The prevalence of autism spectrum disorder (ASD) in the United States continues to grow. According to a recent report by the Centers for Disease Control and Prevention (CDC), as many as 1 in 54 children has received a diagnosis of ASD (Maenner et al., 2020).
This year, the ASHA Journals are once again recognizing Autism Acceptance Month (also known as Autism Awareness Month) to inform and encourage speech-language pathologists (SLPs) and researchers working with patients who have ASD. According to ASHA’s Practice Portal, SLPs “play a central role in the screening, assessment, diagnosis, and treatment of persons with ASD” (ASHA, n.d., “Roles and Responsibilities,” paragraph 1). Below, we highlight some recent articles of interest to researchers, clinicians, or anyone who knows someone diagnosed with ASD.
The January issue of LSHSS featured a forum titled Literacy in Autism—Across the Spectrum. Children with ASD often have high literacy needs, but the connection between ASD and literacy isn’t completely clear. The six articles in this forum provide clinical implications for anyone involved with the assessment or treatment of children on the autism spectrum.
LSHSS Forum Focuses on Literacy in Autism
Guest editors Marleen F. Westerveld and Jessica Paynter write, “The question that drives our research efforts is why this population is at increased risk of literacy difficulties compared to their peers without ASD, with the ultimate aim of delivering early, targeted, individualized intervention to those who need it” (Westerveld & Paynter, 2021, p. 149). You can read our previous blog post about this forum here.
More Articles From Across the ASHA Journals
A Distinction Between Linguistic and Social Pragmatics Helps the Precise Characterization of Pragmatic Challenges in Children With Autism Spectrum Disorders and Developmental Language Disorder: Children with ASD and those with developmental language disorder (DLD) often face issues with pragmatics. This study compares children with ASD, children with DLD, and children with neurotypical development on two different pragmatics tasks.
Instruction Using Augmentative and Alternative Communication Supports: Description of Current Practices by Speech-Language Pathologists Who Work With Children With Autism Spectrum Disorder: For students with ASD who use augmentative and alternative communication (AAC), training in the chosen method is key. This article looks at how SLPs provide instruction on AAC systems and the role that ASD plays in the instruction.
Linking Peer-Mediated Interventions to Address Conversational Difficulties in Adolescents With Autism: Peer-mediated intervention is an established evidence-based practice for children with ASD, but little research has been conducted on peer-mediated intervention in high school students. This article provides examples of peer-mediated intervention in a high school setting.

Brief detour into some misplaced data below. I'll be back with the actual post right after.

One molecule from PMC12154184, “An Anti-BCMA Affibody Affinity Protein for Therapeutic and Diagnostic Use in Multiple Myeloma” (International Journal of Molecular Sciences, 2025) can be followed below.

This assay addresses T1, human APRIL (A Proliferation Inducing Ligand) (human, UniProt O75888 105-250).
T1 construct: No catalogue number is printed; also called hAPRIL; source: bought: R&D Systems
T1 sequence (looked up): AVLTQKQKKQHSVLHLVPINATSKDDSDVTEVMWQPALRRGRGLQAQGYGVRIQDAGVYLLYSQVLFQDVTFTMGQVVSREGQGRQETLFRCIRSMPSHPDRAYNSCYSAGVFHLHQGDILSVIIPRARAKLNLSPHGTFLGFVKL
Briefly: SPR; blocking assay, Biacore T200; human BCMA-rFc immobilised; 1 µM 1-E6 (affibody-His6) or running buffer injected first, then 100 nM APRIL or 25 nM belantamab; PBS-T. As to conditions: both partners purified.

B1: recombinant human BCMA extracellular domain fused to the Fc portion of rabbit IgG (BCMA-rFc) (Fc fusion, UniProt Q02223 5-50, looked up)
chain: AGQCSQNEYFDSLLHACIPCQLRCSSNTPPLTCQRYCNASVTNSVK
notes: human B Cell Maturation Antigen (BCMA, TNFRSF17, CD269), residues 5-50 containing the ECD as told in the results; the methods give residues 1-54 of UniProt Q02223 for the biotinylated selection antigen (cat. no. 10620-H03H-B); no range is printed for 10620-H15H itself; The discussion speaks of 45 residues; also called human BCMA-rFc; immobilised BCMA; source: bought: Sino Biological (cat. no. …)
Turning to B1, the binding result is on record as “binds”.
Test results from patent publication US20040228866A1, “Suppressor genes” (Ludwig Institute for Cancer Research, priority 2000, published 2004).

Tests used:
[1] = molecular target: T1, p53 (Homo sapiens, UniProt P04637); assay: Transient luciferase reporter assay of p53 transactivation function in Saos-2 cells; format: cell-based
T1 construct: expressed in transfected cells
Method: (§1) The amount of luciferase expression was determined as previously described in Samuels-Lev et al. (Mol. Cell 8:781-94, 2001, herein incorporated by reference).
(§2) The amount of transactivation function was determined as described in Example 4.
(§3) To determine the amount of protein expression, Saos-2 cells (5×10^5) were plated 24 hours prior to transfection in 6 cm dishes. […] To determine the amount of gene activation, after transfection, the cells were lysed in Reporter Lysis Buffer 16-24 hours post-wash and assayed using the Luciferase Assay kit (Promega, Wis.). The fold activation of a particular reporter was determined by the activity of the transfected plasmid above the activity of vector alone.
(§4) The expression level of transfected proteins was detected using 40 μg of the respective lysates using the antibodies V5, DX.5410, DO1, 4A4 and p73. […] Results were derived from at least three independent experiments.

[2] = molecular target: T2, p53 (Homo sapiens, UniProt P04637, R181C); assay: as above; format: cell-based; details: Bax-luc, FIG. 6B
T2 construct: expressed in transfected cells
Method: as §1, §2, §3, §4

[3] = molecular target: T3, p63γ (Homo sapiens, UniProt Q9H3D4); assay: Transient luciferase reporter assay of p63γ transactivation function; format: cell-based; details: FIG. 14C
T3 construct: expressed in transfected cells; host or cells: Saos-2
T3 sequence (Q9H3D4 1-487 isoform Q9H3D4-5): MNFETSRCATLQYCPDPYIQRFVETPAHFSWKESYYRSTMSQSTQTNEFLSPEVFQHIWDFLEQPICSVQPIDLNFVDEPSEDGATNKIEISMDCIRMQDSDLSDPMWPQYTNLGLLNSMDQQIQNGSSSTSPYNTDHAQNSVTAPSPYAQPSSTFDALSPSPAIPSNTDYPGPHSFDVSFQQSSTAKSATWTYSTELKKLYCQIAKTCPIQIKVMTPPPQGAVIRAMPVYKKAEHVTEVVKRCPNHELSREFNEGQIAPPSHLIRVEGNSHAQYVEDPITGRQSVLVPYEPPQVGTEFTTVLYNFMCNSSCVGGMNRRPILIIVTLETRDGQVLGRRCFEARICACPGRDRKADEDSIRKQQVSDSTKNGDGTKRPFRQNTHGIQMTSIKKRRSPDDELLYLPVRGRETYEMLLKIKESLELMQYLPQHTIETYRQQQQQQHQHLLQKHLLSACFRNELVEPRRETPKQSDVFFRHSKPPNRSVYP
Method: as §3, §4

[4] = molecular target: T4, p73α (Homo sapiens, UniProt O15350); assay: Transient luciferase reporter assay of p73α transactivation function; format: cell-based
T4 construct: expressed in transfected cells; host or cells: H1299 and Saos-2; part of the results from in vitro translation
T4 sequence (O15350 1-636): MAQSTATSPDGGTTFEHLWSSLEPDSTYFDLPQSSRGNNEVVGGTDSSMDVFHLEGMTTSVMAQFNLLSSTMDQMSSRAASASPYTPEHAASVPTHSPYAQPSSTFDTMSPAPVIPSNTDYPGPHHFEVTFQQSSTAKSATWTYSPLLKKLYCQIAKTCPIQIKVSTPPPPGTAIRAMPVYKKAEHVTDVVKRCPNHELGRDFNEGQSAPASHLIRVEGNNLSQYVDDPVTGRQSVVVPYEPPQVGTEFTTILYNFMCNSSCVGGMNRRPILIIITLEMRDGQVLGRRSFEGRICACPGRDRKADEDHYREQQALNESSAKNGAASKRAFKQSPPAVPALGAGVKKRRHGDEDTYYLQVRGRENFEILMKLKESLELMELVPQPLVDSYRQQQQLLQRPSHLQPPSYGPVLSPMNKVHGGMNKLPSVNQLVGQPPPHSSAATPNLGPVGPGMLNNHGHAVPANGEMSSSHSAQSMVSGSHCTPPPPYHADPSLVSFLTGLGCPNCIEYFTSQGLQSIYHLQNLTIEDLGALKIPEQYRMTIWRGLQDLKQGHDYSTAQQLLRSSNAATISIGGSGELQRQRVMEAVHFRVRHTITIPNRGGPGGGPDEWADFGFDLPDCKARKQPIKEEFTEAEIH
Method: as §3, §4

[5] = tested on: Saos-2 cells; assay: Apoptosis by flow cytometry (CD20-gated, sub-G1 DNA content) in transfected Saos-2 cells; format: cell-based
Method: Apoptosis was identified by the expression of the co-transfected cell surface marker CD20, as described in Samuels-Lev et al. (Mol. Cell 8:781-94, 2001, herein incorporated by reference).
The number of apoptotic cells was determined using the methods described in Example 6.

Using Visual Supports to Facilitate Audiological Testing for Children With Autism Spectrum Disorder: Hearing loss and ASD often present with overlapping symptoms in children. This article discusses (a) the challenges that audiologists face when testing and interpreting clinical data for children with ASD or suspected ASD and (b) the use of visual supports to facilitate an assessment.
Autism in Girls
Autism is diagnosed up to four times as often in boys as it is in girls (Frazier et al., 2020). The reasons for this are unclear, but the fact remains that research into girls with autism is currently lacking because researchers have a smaller cohort to study. Below, we highlight two recent articles on girls with autism.
A Case Study: Unique Challenges of an Adolescent Female With Autism Spectrum Disorder: In this study, the authors looked at the clinical efficacy of combining self-management strategies and a social thinking approach to address social performance and executive function of an adolescent female with ASD.
Social Communication and Structural Language of Girls With High-Functioning Autism Spectrum Disorder: In this article, the authors examine social communication and structural language in girls with high-functioning ASD.
As ASHA’s Practice Portal states, “Individuals with ASD report a desire to have friendships and relationships, despite their social communication challenges” (ASHA, n.d., “Communication Partners” section, paragraph 2). We hope that by reading these articles, learning more about ASD, and recognizing Autism Acceptance Month in your own way, you can become inspired to help children with ASD reach these social and relational goals.
American Speech-Language-Hearing Association (n.d.). Autism (Practice Portal). https://www.asha.org/Practice-Portal/Clinical-Topics/Autism/
Frazier, K. F., Collier, J., & Glade, R. (2020). A case study: Unique challenges of an adolescent female with autism spectrum disorder. Perspectives of the ASHA Special Interest Groups, 5(1), 314–325. https://doi.org/10.1044/2019_PERSP-19-00132
Maenner, M. J., Shaw, K. A., Baio, J., Washington, A., Patrick, M., DiRienzo, M., Christensen, D. L., Wiggins, L. D., Pettygrove, S., Andrews, J. G., Lopez, M., Hudson, A., Baroud, T., Schwenk, Y., White, T., Robinson Rosenberg, C., Lee, L.-C., Harrington, R. A., Huston, M., Hewitt, A., . . . Dietz, P. M. (2020). Prevalence of autism spectrum disorder among children aged 8 years—Autism and Developmental Disabilities Monitoring Network, 11 sites, United States, 2016. Morbidity and Mortality Weekly Report, 69(4), 1–12. https://doi.org/10.15585/mmwr.ss6904a1
Westerveld, M. F., & Paynter, J. (2021). Introduction to the forum: Literacy in autism—Across the spectrum. Language, Speech, and Hearing Services in Schools, 52(1), 149–152. https://doi.org/10.1044/2020_LSHSS-20-00124